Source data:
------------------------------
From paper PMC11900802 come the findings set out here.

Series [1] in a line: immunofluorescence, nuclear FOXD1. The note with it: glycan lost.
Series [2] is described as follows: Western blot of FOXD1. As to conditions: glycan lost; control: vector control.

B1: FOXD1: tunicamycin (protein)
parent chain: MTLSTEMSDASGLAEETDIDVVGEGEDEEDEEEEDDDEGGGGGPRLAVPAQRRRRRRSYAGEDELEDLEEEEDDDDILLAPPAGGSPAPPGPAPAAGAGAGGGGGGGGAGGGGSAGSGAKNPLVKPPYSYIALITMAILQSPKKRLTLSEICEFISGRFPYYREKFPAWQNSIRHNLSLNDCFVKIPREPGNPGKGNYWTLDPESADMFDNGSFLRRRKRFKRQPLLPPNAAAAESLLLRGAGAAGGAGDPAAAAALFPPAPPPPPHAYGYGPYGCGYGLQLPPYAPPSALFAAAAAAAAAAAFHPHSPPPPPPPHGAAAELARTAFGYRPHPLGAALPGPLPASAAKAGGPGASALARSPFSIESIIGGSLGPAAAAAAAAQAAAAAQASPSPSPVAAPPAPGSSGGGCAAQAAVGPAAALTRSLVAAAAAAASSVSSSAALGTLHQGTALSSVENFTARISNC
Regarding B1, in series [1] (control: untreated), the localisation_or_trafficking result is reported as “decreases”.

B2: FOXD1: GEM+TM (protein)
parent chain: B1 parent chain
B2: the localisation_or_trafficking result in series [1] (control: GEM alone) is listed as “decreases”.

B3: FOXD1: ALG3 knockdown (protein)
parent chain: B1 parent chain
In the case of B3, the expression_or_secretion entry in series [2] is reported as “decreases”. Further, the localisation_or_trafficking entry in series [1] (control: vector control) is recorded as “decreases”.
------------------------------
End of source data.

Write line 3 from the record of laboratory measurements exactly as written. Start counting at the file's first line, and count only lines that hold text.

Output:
Series [2] is described as follows: Western blot of FOXD1. As to conditions: glycan lost; control: vector control.